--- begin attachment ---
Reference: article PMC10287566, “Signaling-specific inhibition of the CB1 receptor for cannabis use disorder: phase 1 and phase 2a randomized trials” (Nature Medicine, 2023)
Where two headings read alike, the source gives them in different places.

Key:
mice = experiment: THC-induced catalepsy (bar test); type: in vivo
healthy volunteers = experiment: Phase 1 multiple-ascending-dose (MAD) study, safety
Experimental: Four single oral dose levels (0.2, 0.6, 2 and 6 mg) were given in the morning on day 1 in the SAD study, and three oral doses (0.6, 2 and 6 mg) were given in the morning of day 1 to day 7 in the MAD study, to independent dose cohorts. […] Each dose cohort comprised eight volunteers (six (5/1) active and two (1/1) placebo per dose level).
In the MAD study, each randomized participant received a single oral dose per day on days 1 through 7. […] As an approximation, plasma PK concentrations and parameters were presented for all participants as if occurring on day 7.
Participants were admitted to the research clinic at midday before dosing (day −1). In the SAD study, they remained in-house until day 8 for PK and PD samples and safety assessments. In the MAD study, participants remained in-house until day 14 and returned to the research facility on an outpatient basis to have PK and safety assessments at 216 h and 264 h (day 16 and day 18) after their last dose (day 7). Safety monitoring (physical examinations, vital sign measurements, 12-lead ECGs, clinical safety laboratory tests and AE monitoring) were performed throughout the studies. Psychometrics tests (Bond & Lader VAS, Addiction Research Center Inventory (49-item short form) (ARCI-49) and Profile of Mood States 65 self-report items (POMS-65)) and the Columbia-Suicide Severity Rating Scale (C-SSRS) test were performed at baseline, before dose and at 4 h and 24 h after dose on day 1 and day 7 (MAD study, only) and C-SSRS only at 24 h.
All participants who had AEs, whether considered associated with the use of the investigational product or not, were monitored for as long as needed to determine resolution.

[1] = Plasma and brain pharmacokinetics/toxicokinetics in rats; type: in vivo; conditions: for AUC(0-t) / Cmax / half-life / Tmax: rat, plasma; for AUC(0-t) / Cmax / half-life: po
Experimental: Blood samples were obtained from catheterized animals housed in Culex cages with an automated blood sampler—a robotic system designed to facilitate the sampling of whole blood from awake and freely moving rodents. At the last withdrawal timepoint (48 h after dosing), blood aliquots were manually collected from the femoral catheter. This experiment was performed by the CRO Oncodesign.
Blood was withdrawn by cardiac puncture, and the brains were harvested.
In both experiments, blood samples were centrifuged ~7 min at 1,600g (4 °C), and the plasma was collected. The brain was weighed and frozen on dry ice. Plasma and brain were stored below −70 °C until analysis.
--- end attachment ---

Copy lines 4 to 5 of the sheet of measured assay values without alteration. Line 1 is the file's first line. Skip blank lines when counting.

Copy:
mice = experiment: THC-induced catalepsy (bar test); type: in vivo
healthy volunteers = experiment: Phase 1 multiple-ascending-dose (MAD) study, safety